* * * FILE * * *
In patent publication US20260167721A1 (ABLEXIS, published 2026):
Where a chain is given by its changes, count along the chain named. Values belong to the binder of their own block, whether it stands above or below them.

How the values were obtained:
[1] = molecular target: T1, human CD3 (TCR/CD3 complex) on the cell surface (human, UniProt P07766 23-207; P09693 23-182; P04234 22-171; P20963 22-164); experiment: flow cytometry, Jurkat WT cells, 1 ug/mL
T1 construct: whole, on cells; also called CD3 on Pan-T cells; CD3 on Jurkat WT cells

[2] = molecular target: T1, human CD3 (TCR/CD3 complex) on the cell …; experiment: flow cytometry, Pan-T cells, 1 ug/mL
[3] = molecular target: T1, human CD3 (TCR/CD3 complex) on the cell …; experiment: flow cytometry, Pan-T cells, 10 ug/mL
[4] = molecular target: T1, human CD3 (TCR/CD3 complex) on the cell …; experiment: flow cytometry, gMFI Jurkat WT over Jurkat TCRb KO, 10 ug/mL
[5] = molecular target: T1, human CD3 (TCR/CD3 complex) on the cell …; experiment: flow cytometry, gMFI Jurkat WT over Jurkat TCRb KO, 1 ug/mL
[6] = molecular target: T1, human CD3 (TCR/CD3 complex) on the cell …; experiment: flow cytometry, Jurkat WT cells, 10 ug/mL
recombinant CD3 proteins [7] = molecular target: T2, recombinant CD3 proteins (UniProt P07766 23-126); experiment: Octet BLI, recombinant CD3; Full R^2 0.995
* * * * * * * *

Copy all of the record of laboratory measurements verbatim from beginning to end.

In patent publication US20260167721A1 (ABLEXIS, published 2026):
Where a chain is given by its changes, count along the chain named. Values belong to the binder of their own block, whether it stands above or below them.

How the values were obtained:
[1] = molecular target: T1, human CD3 (TCR/CD3 complex) on the cell surface (human, UniProt P07766 23-207; P09693 23-182; P04234 22-171; P20963 22-164); experiment: flow cytometry, Jurkat WT cells, 1 ug/mL
T1 construct: whole, on cells; also called CD3 on Pan-T cells; CD3 on Jurkat WT cells

[2] = molecular target: T1, human CD3 (TCR/CD3 complex) on the cell …; experiment: flow cytometry, Pan-T cells, 1 ug/mL
[3] = molecular target: T1, human CD3 (TCR/CD3 complex) on the cell …; experiment: flow cytometry, Pan-T cells, 10 ug/mL
[4] = molecular target: T1, human CD3 (TCR/CD3 complex) on the cell …; experiment: flow cytometry, gMFI Jurkat WT over Jurkat TCRb KO, 10 ug/mL
[5] = molecular target: T1, human CD3 (TCR/CD3 complex) on the cell …; experiment: flow cytometry, gMFI Jurkat WT over Jurkat TCRb KO, 1 ug/mL
[6] = molecular target: T1, human CD3 (TCR/CD3 complex) on the cell …; experiment: flow cytometry, Jurkat WT cells, 10 ug/mL
recombinant CD3 proteins [7] = molecular target: T2, recombinant CD3 proteins (UniProt P07766 23-126); experiment: Octet BLI, recombinant CD3; Full R^2 0.995